ProblemYour SQL Server database returns an error that your transaction log is full when you try to execute some SQL statements. You check the hard drive free space, and it's full; or perhaps the transaction log has reached its maximum configured size. You check your database's recovery model, and it's set to "Full", even though restoring from a previous night's backup is acceptable recovery in the event of failure.
SolutionUnless you change the default log file settings or database recovery model, the transaction log is a ticking time bomb that grows until disk space is full, rendering your database unusable. This quick solution makes space immediately available, and the long-term solution automates the clean-up of the transaction log file.
The quick solutionThe quick solution, after ensuring you have backed up your database as needed, is to execute the following statements in SQL Studio to (1) remove all inactive logs from your database's transaction log, then (2) shrink the log file down to a reasonable size.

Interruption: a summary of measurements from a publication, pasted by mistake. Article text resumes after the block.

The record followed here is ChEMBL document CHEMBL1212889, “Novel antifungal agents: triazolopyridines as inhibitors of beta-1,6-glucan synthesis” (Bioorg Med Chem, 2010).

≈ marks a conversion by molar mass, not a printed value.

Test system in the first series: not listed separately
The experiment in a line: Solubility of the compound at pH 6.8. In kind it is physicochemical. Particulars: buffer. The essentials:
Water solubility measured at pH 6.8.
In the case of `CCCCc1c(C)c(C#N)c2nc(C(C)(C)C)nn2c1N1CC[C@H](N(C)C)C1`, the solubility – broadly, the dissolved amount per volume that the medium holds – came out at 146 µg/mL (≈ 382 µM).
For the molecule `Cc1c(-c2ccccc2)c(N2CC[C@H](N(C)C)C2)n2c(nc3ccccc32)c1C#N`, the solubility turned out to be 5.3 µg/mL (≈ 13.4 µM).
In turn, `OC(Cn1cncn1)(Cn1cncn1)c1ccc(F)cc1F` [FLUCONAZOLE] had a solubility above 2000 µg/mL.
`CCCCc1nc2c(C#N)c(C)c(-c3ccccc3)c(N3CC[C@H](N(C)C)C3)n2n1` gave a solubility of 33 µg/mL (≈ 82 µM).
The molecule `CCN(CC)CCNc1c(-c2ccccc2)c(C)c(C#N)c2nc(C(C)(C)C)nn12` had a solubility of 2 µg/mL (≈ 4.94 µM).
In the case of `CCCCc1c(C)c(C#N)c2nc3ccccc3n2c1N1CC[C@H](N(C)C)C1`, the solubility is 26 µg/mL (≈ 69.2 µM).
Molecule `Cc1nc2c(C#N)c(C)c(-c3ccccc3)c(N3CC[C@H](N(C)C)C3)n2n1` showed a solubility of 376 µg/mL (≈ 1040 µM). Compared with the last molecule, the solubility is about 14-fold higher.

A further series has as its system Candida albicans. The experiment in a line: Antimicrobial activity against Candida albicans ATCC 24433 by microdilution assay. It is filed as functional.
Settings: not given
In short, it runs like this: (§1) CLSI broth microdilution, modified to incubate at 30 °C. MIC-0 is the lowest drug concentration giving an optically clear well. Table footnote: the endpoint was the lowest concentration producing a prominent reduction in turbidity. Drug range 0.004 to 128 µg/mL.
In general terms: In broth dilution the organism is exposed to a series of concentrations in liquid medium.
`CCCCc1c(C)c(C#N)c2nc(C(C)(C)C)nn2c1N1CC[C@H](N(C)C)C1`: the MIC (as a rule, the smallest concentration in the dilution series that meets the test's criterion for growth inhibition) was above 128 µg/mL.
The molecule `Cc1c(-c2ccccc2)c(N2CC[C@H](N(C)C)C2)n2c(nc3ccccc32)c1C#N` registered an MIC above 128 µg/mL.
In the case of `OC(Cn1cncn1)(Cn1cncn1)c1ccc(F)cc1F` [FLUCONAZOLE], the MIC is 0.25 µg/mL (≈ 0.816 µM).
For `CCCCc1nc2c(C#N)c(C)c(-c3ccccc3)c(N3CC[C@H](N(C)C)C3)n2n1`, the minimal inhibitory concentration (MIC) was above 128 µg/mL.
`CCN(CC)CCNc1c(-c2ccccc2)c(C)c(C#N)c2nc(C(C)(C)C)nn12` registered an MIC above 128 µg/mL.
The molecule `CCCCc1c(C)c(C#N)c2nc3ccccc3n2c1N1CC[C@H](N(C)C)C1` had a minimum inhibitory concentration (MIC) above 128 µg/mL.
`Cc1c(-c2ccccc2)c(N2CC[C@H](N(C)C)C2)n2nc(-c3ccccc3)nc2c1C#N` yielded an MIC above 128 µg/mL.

- Purge all inactive logs from a database:BACKUP LOG <YourDBName> WITH TRUNCATE_ONLY
For example:BACKUP LOG XyzWebsite WITH TRUNCATE_ONLY
- Shrink the database's log to a certain number of MB:DBCC SHRINKFILE(<YourDBLogFileName>, <NumMegabytes>)
For example, shrink the log to 100 MB:DBCC SHRINKFILE(XyzWebsite_log, 100)
The long-term solutionThe long-term solution to automatically purge inactive logs is to change the database recovery mode from "Full" to "Simple". As long as restoring from a previous night's full database backup is acceptable recovery for you: in SQL Studio, right-click the database, select Properties ► Options, then change Recovery model to Simple.
For further reading, see the following MSDN references:
- Backup Under the Simple Recovery Model
- BACKUP (Transact-SQL)
- DBCC SHRINKFILE (Transact-SQL)